The French Parliament on Thursday passed legislation, setting the minimum age for sexual consent at 15. The law came in the wake of series of allegations of sexual abuse, paedophilia, and incest levelled against some of France’s prominent personalities.
Though the age of consent was previously 15, prosecutors in France needed to prove that sex was forced to obtain a rape conviction. The new legislation has essentially outlawed having sex with children under the age of 15, characterising such acts as rape and punishable by up to 20 years in jail.
“This is a historic law for our children and our society,” Justice Minister Eric Dupond-Moretti said in the National Assembly. “No adult aggressor will be able to claim the consent of a minor younger than 15-years-old.”
The vote in favour of the bill was unanimous in its final reading, the Assembly said.
Some concerns were raised by the French legislators that an age of consent below which sex automatically constituted rape might criminalise a consensual sexual relationship between a minor and a person just a few years older.
As a result, a “Romeo and Juliet” clause was introduced in the legislation that permitted sexual relationship between a minor and an individual up to five years older. However, the clause will not apply in cases of sexual abuse.
The law also comes down hard on online paedophilia, with any person trying to raise children aged under 15 for sexual acts over the internet-facing up to 10 years in prison and a fine of €150,000 ($180,000).
Besides, the legislation criminalises incestuous sex with a minor under 18 and considers it to be rape.
France’s MeToo reckoning as prominent intellectuals face accusations of sexual abuse, paedophilia and incest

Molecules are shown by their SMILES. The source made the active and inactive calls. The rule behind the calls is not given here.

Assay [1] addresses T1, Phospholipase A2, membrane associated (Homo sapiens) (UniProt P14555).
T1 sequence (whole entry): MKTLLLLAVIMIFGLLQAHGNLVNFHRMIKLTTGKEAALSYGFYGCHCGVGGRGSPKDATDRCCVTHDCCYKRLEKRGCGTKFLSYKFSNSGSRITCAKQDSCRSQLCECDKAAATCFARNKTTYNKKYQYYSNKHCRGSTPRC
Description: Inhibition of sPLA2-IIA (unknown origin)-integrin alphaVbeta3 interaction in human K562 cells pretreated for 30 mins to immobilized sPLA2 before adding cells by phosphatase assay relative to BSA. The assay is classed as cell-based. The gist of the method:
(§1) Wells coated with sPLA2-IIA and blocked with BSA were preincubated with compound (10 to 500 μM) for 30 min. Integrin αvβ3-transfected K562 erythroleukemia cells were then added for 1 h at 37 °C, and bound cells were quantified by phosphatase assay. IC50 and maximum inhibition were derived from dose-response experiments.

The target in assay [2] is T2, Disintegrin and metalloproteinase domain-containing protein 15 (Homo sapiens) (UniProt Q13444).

In what could be described as a delayed reaction to the global #MeToo movement, France is in the throes of a social churn as powerful men from some of the most prominent fields —politics, sports, the news media, academia and the arts — have faced direct and public accusations of sexual abuse, paedophilia and incest in a society that had long shrugged off sex between two adults and minors as a harmless and intimately private affair.
However, the conscience of France’s civil society was stirred after allegations of sexual abuse and paedophile were levelled against celebrated French author Gabriel Matzneff. Incidentally, Matzneff had openly talked for decades about engaging in paedophilia and defending and justifying child sexual abuse through his books and public appearances.
Soon thereafter, several prominent personalities were accused of either indulging in sexual abuse, paedophilia, non-consensual sex and incest. The issue of consent repeatedly came up after a 28-year-old man, who had sex with an 11-year-old girl in a park, was charged with a lesser offence, and not rape.
The case had touched off a public outcry, with people asking the man be charged with offences that constitute rape. The latest legislation comes on the heels of an incest scandal involving one of France’s most prominent intellectuals after he was accused of sexually abusing his stepson.
A former head of France’s ace political science institute and a regular speaker on French Television, Olivier Duhamel was accused by his daughter-in-law Camille Kouchner of abusing her twin brother when they were in their early teens. Duhamel had confessed to his allegations on Tuesday in an interrogation with police that investigates crimes against minors.